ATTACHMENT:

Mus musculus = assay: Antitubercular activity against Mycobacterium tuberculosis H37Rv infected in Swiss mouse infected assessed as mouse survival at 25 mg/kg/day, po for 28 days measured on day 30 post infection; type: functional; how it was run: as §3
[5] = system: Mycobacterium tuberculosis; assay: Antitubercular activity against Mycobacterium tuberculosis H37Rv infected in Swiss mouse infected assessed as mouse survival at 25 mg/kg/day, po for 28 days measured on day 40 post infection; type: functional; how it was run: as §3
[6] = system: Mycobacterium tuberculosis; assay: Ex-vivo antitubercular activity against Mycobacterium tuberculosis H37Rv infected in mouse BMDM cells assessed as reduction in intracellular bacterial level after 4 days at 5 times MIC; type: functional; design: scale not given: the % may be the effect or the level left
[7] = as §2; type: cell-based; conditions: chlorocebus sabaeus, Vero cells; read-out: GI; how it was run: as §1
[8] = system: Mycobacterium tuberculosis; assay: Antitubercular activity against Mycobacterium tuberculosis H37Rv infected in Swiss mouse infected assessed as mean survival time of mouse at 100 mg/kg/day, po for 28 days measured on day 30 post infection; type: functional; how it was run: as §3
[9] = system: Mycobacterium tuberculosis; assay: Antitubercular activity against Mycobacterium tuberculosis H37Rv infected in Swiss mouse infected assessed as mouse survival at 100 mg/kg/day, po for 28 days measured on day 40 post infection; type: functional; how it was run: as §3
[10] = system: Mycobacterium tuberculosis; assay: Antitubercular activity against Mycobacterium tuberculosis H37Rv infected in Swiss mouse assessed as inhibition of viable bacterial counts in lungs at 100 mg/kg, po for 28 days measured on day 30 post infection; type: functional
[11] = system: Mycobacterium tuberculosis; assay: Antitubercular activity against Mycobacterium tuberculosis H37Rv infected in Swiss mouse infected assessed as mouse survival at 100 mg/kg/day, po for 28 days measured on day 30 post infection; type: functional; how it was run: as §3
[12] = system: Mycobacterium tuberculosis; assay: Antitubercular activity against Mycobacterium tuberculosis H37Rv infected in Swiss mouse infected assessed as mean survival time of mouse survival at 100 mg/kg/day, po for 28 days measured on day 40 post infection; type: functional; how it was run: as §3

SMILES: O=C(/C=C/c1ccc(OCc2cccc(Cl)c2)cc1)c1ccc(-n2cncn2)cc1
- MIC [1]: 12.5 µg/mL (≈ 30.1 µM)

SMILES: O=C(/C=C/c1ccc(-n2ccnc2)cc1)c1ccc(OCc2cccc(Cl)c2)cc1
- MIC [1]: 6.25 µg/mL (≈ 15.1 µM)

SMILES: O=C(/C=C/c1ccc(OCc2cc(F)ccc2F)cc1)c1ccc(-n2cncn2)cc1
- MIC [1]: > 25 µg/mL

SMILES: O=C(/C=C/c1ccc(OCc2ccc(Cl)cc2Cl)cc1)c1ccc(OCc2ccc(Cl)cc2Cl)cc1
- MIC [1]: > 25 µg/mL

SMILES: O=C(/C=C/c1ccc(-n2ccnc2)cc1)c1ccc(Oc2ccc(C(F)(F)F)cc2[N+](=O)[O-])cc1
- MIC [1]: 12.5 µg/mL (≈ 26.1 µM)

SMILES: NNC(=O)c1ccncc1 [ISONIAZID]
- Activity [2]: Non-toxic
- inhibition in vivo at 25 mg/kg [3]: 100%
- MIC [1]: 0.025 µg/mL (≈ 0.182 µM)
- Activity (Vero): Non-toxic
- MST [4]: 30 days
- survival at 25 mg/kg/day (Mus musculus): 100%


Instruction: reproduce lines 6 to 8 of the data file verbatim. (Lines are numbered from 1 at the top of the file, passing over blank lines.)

[9] = system: Mycobacterium tuberculosis; assay: Antitubercular activity against Mycobacterium tuberculosis H37Rv infected in Swiss mouse infected assessed as mouse survival at 100 mg/kg/day, po for 28 days measured on day 40 post infection; type: functional; how it was run: as §3
[10] = system: Mycobacterium tuberculosis; assay: Antitubercular activity against Mycobacterium tuberculosis H37Rv infected in Swiss mouse assessed as inhibition of viable bacterial counts in lungs at 100 mg/kg, po for 28 days measured on day 30 post infection; type: functional
[11] = system: Mycobacterium tuberculosis; assay: Antitubercular activity against Mycobacterium tuberculosis H37Rv infected in Swiss mouse infected assessed as mouse survival at 100 mg/kg/day, po for 28 days measured on day 30 post infection; type: functional; how it was run: as §3